Estate Planning

Estate Planning

Your Estate can be described as everything you own; (whether real or personal property) and your liabilities (debts). Most of us intend to pass our estate on to our survivors i.e. our spouses and/or children, when we die. It is important to set up an estate plan to ensure your wishes are carried out and the estate you leave is passed on in the most tax efficient way.

Establish your team. There are a lot of things to consider when drawing up your estate plan. It would be advisable to assemble a good team of professional to help you with the process. You need an estate planner, a lawyer and a tax advisor.

There are a number of tools available to you to ensure your wishes are carries out and that your assets are protected from over taxation.

  1. A will: Is a legal document that outlines how your assets are to be managed and distributed after you die. In common law, a “will” disposes of your real property, while a “testament” disposes of your personal property. Nowadays, the term “last will and testament” is used to combine both.
  2. A Power of Attorney: is another legal document whereby you give another person permission to act on your behalf. There are three types of power of attorney.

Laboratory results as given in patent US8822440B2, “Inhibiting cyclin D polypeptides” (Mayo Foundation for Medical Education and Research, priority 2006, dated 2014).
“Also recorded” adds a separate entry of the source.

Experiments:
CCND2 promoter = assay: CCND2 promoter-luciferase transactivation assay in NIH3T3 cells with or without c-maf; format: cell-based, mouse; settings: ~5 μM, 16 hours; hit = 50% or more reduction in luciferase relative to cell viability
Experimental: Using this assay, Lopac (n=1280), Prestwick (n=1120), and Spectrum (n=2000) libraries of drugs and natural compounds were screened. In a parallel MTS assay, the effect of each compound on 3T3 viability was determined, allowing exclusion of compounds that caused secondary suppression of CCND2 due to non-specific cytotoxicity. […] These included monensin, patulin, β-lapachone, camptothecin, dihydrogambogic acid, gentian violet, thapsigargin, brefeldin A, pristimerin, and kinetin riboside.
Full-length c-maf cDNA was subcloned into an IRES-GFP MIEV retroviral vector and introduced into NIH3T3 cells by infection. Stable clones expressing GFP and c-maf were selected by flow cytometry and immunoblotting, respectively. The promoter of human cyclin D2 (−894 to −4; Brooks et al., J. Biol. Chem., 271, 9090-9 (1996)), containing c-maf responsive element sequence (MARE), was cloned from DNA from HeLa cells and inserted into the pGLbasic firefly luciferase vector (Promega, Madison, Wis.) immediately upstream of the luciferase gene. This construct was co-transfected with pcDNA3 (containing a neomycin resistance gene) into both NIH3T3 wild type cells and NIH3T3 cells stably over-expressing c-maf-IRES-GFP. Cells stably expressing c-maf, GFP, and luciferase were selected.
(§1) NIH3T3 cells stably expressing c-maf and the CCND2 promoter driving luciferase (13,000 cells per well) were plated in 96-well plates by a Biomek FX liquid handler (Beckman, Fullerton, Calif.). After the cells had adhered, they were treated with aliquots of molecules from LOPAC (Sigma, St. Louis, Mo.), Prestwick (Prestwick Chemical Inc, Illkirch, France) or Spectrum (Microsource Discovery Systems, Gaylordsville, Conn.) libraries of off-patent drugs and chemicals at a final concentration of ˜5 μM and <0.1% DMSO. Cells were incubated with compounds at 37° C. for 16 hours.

1. Continuing power of attorney for property: allows you to name a person or persons to make decisions concerning you financial and personal affairs. This continues if you become ill or incapacitated.
    2. Non-Continuing power of attorney for property: is usually given for specific purpose, does not continue if you become mentally incapable.
    3. Continuing power of attorney for personal care: give a person power and authority to make decisions regarding your medical and personal care in the event you are unable to make these decisions on your own behalf.
  3. A living will: is sometimes used to refer to a document in which you write down your wishes concerning your medical treatment or care, in the event you are too ill to make those decisions for yourself. For instance many people write a living will directing they not be kept on life support if there is no hope of recovery. You don’t necessarily appoint a specific person to carry out your wishes, however you can make it part of your power of attorney for personal care. At the very least, you should make sure your power of attorney knows your wishes.

You should consult a lawyer to draw up your will and powers of attorney.